Flash Fiction Friday – War is Over

It was her eyes that did it. It was her eyes that wrecked me. Endless depths of black surrounded by white, with only the slightest ring of red that says she’s been smoking something. Her emaciated body tells me I’ve been gone a long time. Her eyes tell me I’ve been gone far too long. I catch her as she stumbles, nearly losing herself in the rags she calls clothes. They hang off her bones loose enough. She steadies herself and tips her head up. My eyes meet hers. Those eyes.

“It’s been a while,” she says.

“Too long,” I say. “What happened?”

“You didn’t come home.”

I tried. I really did. I try and explain this, but she’s gone again, sinking into whatever hole her mind has created. I look around the room, at the pipes, and the vomit, and the despair. It’s everywhere. Within a second, the light in her eyes returns, and I know she’s back.

“How did you end up here?” I gesture to the room around us.

“They took the house.” She bows her head. Is it shame? “How did you find me?”

“I haven’t been gone that long,” I reply. “I still have friends who know things.”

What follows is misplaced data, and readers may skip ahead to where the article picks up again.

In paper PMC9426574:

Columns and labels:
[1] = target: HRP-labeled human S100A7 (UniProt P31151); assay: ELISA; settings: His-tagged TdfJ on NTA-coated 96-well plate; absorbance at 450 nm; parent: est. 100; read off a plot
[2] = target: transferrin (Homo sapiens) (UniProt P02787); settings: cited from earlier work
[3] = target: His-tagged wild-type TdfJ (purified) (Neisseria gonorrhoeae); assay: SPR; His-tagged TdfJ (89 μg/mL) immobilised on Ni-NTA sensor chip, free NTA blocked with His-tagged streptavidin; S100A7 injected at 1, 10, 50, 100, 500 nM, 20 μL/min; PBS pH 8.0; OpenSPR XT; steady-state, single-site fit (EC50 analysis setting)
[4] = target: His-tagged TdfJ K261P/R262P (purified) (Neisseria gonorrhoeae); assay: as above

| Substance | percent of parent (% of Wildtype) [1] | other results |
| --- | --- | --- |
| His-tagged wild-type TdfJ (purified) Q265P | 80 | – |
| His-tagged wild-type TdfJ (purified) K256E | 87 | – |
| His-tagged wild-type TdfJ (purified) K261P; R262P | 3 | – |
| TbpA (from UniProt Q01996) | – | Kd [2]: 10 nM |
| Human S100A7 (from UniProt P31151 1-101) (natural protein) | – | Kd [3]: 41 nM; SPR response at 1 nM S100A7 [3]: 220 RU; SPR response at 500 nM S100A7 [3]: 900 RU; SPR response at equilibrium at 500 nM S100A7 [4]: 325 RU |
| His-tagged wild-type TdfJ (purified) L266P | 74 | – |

“Where did you go?”

“I went to war,” I say. “Don’t you remember?”

“No.” She tries to remember, her brow furrowing. I see the wheels turning in her head as she searches for a memory that’s all too elusive. She gives up after a moment, or maybe she forgets what she’s trying to remember. Her mind is too far gone. The worst part is that she doesn’t even realize it. Again she looks at me with those eyes, broken shells of what they used to be. In that moment, I could have died.

“Where did you go?”

I open my mouth to say the same thing I just told her, but stop short. “Away,” I finally say. “But, I’m back now.” I hold her close, stroking her arm. I’ve been away so long, and I’ve missed her so much.

“Are you going to leave again?”

“No,” I say. “The war is over.” I take her arm, as I’ve done so many times before, and I lead her away. Away from all this shit. Looking at this scene from the outside, you would never consider the two of us a couple—a soldier and a junkie. But, there’s more to us than two labels. I remember fights we’ve had, too many to count. I remember making up afterwards, our bodies lost in entanglement. I remember love shared, love lost, love rediscovered. Despite what I’ve become, despite what she’s become, we are both so much more than that.

So, I take her hand, and I lead her away. I will take her to a new home, where I will stay with her, where I will nurse her back to health, where we will fight and love, where we will become one yet again. War is over, and I will never again leave her side.

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